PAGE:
How are Silver Pendants Made?

How are Silver Pendants Made?

There’s something about the cool white glow of a silver pendant, which has captivated our senses throughout human history. Since ancient times silver has been used to make coins, decorative items, and silver pendant jewelry, from this precious metal. It has maintained its popularity throughout the ages with artisans, due to its pliability as well as because of its strength.

There’s a lot that goes into the making silver pendants, from the time that it is brought up from the mine, to the time the silver pendant is sold on the general market. The silver pendant that is gracefully resting around your neck has gone through many transformations. In most cases by the time the silver arrives to the artist, it is ready to be utilized in crafting jewelry according to what method he or she may choose. The artist has a variety of options as to what form of silver he or she would like to work with. Often the artist is able to purchase pre -rolled sheets of silver in a variety of thickness or rolled wire in several different gauges and shapes, as well as silver blocks or scrap pieces of silver, that the artist uses to melt down and then pour into a mold, which is called casting.

Silver pendants can be made using different techniques, and can often represent the artist’s unique style. One of the older forms of working with silver, because it is so soft, is to roll the silver out and then a rough shape, which will become the silver pendant, is cut out. Often the cut piece would be then pounded out with a mallet to flatten the silver and to temper it. Silver pieces were also sometimes pounded over some kind form, which would give it shape and definition to the silver pendant. Pounded silver often has a very unique look to it because of the marks left by the mallet, it also ensures that each piece is one of a kind, and no one will have a silver pendant just like yours.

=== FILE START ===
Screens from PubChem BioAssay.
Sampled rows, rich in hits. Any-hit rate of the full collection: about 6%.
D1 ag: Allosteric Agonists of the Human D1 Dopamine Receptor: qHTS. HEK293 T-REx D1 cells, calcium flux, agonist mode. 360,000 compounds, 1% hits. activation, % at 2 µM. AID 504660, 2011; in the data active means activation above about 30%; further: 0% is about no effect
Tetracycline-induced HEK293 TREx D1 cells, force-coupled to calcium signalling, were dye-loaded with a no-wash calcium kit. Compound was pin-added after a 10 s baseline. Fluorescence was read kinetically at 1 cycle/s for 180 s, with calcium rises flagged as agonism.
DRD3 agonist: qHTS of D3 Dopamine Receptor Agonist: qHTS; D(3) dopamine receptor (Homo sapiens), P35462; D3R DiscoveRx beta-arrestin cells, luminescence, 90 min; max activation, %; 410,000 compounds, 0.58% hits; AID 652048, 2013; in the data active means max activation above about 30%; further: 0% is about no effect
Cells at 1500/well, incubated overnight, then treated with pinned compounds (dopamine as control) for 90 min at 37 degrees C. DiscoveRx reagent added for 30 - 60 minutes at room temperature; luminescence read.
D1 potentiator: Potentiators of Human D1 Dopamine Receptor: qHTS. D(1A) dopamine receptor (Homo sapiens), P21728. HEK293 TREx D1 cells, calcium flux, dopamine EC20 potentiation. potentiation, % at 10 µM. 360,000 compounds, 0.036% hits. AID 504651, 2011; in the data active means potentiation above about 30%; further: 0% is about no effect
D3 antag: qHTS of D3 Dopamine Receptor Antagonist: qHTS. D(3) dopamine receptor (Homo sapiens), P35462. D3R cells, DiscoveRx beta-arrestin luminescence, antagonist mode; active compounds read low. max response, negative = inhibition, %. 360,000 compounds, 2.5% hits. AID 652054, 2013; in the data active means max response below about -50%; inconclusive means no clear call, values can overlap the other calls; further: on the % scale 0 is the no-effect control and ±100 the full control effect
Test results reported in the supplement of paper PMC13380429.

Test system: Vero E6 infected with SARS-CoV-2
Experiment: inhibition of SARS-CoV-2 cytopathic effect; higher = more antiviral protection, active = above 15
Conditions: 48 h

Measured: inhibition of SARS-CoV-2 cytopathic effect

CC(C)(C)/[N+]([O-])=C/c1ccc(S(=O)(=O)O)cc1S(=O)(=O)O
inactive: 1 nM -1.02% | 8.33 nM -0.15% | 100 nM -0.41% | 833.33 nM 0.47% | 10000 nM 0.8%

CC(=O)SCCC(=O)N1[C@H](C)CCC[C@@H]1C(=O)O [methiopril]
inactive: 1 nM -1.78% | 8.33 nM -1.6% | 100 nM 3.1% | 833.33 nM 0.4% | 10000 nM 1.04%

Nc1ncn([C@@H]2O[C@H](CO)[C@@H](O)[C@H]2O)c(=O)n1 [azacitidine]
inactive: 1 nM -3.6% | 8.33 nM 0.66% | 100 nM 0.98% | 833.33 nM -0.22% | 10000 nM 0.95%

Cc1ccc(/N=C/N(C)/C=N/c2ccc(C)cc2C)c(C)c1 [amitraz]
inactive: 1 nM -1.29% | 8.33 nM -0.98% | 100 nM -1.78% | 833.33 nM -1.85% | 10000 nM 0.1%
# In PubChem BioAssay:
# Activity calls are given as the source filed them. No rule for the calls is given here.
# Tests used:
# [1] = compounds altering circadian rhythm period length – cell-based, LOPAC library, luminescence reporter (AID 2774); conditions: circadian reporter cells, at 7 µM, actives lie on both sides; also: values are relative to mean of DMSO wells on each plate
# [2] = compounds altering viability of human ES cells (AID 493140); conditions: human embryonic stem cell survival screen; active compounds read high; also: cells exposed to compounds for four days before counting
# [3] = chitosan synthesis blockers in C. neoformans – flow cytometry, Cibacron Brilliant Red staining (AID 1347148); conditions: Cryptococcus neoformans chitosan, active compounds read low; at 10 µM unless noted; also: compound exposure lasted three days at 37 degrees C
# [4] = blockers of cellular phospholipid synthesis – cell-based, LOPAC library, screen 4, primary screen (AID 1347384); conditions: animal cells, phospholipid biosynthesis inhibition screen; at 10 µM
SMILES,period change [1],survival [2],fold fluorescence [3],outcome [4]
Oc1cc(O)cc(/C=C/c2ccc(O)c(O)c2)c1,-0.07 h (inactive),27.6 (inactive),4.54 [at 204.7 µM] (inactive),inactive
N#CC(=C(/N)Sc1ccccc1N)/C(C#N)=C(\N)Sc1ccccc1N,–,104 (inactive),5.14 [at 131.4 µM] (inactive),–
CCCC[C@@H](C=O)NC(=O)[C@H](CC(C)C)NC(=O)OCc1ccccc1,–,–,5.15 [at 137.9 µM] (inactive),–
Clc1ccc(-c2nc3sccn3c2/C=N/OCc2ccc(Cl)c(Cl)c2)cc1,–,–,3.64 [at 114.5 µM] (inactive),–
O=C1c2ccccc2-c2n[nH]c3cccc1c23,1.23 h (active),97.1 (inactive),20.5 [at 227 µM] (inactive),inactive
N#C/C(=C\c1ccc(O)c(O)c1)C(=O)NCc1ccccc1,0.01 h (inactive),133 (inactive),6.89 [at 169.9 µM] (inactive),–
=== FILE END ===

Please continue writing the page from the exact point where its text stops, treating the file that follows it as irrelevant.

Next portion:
Another method, which is also very old, is called casting. Casting is when pieces of silver are melted down and then poured into a mold and allowed then to harden. The process of making the mold is an art form in itself and is commonly referred to as the lost wax method. The artist takes softened wax and basically sculpts the wax into the desired shape he/she wishes the finished silver pendant to be.

This is then placed into another mold, and plaster of Paris is then used to encase the wax sculpture, leaving an opening at the top. Once the plaster has dried it is then heated up enough to melt the wax within the plaster, leaving the shape of what will be the silver pendant inside.
The artist next melts the silver, until it becomes liquid than pours into the mold. Once the silver has solidified, the mold is then broken open and the silver pendant is then removed once it is cool enough to be handled.

The silver pendant is now ready to be finished with hand tools, such as filing down any burrs along its edges and then buffed and polished to the shining gleam we have come to expect with silver jewelry. Once completed the silver pendant is then ready to be packaged and sold on the market.